Our pre-2012 top 50 prospects list returns after a hiatus with No. 33 Mike McDade, and includes some exclusive quotes from when I caught up with him in Blue Jays camp earlier this month.
With nine days of spring training commitments followed by attempts to move while being sick when I returned home, it’s been difficult to update the top 50 these last two weeks without compromising thoroughness. Now, however, the list will definitely be continuing in the coming days to make up for the lost time.
No. 33: Michael McDade
First baseman / 22 years old / 6’1″ 255 lbs
Born: May 8, 1989 in Las Vegas, Nevada
Bats: Both Throws: Right
High School Team: Silverado (Las Vegas, NV)
Acquired: Drafted by the Toronto Blue Jays in the 6th round (205th overall) of the 2007 Amateur Draft
Jersey Number: 40 for the New Hampshire Fisher Cats
Pre-2011 Rank: 28
- Was drafted as a catcher before moving to first base
- Named Organizational Player of the Month in August 2009
- Led the Florida State League with 21 home runs in 2010
- Won the R. Howard Webster Award as Dunedin’s MVP in 2010
- Eastern League All-Star in 2011
- Outdueled teammate Moises Sierra this past season to win the Eastern League Home Run Derby
New Hampshire Fisher Cats team stats ranking:
- 1st in doubles (37)
- 2nd in hits (136), RBIs (74), total bases (221), strikeouts (104) and OPS (.785)
- T-2nd in sacrifice flies (4)
- 3rd in games played (125), at-bats (484), batting average (.281) and slugging percentage (.457),
- T-3rd in home runs (16)
- 4th in runs (71) and errors (7)
- T-4th in HBP (8)
- 7th in walks (28)
- 9th in on-base percentage (.328)
Extra Information and previous experience:
After hitting a league-leading 21 home runs but striking out a team-high 141 times in 128 games for the Dunedin Blue Jays in 2010, Mike McDade knew he was going to have to make some adjustments with Double-A New Hampshire in 2011. He made his fair share of them.
As the Fisher Cats’ cleanup hitter, McDade set new career-highs with a 136 hits, 37 doubles and 74 RBIs after tinkering with his swing in spring training, working hard to command the strike zone and lay off breaking balls, and continuing to be aggressive early in counts.
It’s this aggressiveness, however, that leads to the main knock on the 22-year-old as well.
Having averaged more than one strikeout per game from 2008-10, McDade made it a priority to cut down on his swing-and-miss last season with New Hampshire. He was successful in doing so, bringing down his strikeout rate from a career-high 27.2% in 2010 to a career-low 19.8% last season with room to improve even more in 2012.
While he did manage to improve his strikeout rate, McDade’s walk rate last season was nearly identical to his 2010 campaign at 5.3%. With a career .314 on-base percentage in 512 minor league games, the biggest challenge that lies ahead for the Las Vegas native is seeing more pitches per at-bat and working deeper into counts — crucial for a first baseman and cleanup hitter.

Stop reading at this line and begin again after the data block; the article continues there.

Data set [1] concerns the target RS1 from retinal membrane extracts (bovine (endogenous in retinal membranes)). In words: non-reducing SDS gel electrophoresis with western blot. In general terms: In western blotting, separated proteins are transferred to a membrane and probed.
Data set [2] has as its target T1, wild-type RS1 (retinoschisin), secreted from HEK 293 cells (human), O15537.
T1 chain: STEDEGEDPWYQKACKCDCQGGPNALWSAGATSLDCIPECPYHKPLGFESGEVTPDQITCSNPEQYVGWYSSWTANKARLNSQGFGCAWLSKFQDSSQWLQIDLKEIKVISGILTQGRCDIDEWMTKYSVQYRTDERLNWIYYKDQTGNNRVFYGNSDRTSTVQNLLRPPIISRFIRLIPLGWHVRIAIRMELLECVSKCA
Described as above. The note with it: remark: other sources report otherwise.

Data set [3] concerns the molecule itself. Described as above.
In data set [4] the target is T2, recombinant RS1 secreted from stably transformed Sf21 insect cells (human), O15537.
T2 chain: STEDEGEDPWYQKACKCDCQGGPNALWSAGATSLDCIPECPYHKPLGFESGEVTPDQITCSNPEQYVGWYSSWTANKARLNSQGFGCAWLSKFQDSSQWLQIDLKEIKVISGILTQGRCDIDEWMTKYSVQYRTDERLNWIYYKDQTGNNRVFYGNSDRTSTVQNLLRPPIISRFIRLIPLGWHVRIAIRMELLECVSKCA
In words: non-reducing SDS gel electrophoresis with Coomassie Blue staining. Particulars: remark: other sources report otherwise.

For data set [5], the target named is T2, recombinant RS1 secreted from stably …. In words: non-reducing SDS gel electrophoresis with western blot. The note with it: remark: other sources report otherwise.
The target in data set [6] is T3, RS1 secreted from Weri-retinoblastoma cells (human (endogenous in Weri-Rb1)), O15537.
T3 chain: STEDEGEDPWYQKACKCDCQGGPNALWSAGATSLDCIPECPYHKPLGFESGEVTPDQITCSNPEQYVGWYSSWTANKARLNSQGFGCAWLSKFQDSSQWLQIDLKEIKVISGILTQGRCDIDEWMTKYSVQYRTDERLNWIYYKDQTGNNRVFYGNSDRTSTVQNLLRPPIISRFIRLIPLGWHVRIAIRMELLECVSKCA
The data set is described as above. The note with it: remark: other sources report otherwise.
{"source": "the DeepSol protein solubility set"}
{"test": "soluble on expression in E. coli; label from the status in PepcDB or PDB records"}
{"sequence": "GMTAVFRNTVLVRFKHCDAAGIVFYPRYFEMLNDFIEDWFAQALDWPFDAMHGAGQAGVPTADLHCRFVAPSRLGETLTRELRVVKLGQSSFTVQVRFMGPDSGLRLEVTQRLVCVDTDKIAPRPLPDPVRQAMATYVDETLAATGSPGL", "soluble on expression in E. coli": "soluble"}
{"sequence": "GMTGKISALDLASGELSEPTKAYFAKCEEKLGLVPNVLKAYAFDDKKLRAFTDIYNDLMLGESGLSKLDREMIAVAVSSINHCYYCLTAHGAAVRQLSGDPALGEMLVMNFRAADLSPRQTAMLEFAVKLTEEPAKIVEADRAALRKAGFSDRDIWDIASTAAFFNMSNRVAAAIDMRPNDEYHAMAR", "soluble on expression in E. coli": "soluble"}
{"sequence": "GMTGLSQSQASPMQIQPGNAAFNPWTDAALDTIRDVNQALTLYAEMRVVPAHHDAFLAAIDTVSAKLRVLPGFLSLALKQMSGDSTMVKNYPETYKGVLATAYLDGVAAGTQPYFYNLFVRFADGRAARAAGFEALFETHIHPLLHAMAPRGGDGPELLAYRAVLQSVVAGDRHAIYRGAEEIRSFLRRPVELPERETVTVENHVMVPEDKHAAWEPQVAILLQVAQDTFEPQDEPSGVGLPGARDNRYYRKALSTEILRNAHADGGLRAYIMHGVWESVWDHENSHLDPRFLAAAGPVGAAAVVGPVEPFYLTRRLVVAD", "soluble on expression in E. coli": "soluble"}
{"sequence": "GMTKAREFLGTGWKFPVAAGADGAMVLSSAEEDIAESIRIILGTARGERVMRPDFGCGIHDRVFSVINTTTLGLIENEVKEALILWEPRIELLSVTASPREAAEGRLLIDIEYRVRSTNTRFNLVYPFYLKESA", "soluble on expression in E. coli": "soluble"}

It’s something that he’s well aware of and focuses on as much as he can.
“Every day I’m trying to work on that,” said McDade this spring of his strikeout and walk totals. “The biggest thing is just trying to get my pitch, and I felt like I did a better job last year, I feel like I progressed from the year before. I’m getting a little more mature, starting to know the little things. Right now it’s a work in progress but it’s going well.”
Consistency at the plate, especially in the second half of the season, will be key for McDade this season, since his power potential is evident.
On May 31, McDade was hitting .325 on the season with an .892 OPS that included an impressive .382 on-base percentage. Then, after hitting 18 doubles and six home runs in his first 50 games, he smacked seven doubles and six home runs in 26 June games. But in his final 58 games, he went 47-for-190 (.247) at the plate with a .660 OPS.
A switch-hitter, McDade has always been a better hitter against right-handed pitchers and his performance against southpaws brings down his numbers. That was the case last season with the Fisher Cats, when he hit .291 with a .823 OPS from the left side but just .246 with a .653 OPS from the right. His willingness to chase pitches varied as well, as he swung at only 18% of pitches outside the zone as a left-handed hitter, nearly half as much as the 32% he did right-handed.
Though offense has to be a huge part of his game, McDade has worked incredibly hard on his defense since becoming a first baseman after being drafted by the Blue Jays. Whether it’s turning slick double plays or stretching to scoop short throws, McDade fields his position well and with ease.
He’s quite agile for a 255-pounder and is proud of the improvements that he has made to his defensive game.
“I’m always looking to play defense and just try to help my teammates out any way possible,” he said. “A throw in the dirt, anything — that’s something I really take pride in.”
Added to the 40-man roster back in November, there are things about McDade that the Blue Jays obviously like. Assistant GM Tony LaCava confirmed to MLB.com’s Gregor Chisholm that, along with David Cooper, McDade will open the 2012 season at Triple-A Las Vegas, splitting time at first base and DH to get the everyday at-bats that he’ll need at the level.
There, McDade will be reunited with 51s hitting coach Chad Mottola, who spent time in Jays camp this spring filling in for Dwayne Murphy. Mottola has drawn rave reviews for his work with players like Brett Lawrie, Adeiny Hechavarria and Cooper, and McDade is looking forward to working with a familiar face.
“I had the chance to work with him when he was our hitting rover a few years ago so we really know each other and have a really good relationship. It’ll be interesting to work with him this year.”
Expected 2012 Team: Triple-A Las Vegas
Ultimate ceiling IF he puts it all together: Near-everyday 1B with Gold Glove-caliber defense